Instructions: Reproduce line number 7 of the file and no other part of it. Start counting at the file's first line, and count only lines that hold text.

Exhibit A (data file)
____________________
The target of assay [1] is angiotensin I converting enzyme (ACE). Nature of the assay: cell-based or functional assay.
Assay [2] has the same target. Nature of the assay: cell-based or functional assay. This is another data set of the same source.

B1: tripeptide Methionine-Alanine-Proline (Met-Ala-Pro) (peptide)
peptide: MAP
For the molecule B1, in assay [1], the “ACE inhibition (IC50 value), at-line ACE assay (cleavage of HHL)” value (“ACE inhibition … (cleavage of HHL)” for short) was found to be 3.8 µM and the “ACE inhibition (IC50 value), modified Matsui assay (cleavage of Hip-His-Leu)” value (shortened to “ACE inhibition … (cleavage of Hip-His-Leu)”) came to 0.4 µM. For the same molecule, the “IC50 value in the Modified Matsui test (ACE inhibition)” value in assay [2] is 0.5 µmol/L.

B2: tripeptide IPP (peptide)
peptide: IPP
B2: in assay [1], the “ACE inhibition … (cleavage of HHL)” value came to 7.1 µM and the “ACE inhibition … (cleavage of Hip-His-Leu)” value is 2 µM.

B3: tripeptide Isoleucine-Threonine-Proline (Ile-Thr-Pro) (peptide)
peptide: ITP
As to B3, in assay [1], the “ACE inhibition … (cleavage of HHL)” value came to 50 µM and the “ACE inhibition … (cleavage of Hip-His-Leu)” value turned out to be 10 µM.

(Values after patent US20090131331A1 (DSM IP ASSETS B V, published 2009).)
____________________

peptide: IPP